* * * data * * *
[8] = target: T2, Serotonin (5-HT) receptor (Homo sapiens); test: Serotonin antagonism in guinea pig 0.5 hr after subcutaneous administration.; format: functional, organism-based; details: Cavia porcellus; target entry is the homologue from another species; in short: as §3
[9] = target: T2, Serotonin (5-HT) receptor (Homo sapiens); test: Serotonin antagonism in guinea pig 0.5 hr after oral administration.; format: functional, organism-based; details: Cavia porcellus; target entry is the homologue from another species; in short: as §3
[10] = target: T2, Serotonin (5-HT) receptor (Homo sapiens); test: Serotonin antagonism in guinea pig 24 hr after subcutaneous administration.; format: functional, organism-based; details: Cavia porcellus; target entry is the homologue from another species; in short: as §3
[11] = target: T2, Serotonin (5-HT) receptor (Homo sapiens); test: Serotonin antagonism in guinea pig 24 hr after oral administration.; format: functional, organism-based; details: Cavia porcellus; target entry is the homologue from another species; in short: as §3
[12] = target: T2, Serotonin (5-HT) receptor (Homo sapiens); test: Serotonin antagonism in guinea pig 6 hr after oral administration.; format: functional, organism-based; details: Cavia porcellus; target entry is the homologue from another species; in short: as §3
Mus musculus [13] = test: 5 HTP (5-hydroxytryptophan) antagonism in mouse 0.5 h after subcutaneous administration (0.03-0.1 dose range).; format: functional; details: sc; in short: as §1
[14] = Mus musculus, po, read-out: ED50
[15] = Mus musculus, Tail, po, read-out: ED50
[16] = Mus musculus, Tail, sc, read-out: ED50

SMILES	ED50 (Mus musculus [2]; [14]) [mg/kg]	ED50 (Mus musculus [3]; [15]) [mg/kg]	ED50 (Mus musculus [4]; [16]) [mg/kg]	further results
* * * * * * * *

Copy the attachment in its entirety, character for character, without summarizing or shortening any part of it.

[8] = target: T2, Serotonin (5-HT) receptor (Homo sapiens); test: Serotonin antagonism in guinea pig 0.5 hr after subcutaneous administration.; format: functional, organism-based; details: Cavia porcellus; target entry is the homologue from another species; in short: as §3
[9] = target: T2, Serotonin (5-HT) receptor (Homo sapiens); test: Serotonin antagonism in guinea pig 0.5 hr after oral administration.; format: functional, organism-based; details: Cavia porcellus; target entry is the homologue from another species; in short: as §3
[10] = target: T2, Serotonin (5-HT) receptor (Homo sapiens); test: Serotonin antagonism in guinea pig 24 hr after subcutaneous administration.; format: functional, organism-based; details: Cavia porcellus; target entry is the homologue from another species; in short: as §3
[11] = target: T2, Serotonin (5-HT) receptor (Homo sapiens); test: Serotonin antagonism in guinea pig 24 hr after oral administration.; format: functional, organism-based; details: Cavia porcellus; target entry is the homologue from another species; in short: as §3
[12] = target: T2, Serotonin (5-HT) receptor (Homo sapiens); test: Serotonin antagonism in guinea pig 6 hr after oral administration.; format: functional, organism-based; details: Cavia porcellus; target entry is the homologue from another species; in short: as §3
Mus musculus [13] = test: 5 HTP (5-hydroxytryptophan) antagonism in mouse 0.5 h after subcutaneous administration (0.03-0.1 dose range).; format: functional; details: sc; in short: as §1
[14] = Mus musculus, po, read-out: ED50
[15] = Mus musculus, Tail, po, read-out: ED50
[16] = Mus musculus, Tail, sc, read-out: ED50

SMILES	ED50 (Mus musculus [2]; [14]) [mg/kg]	ED50 (Mus musculus [3]; [15]) [mg/kg]	ED50 (Mus musculus [4]; [16]) [mg/kg]	further results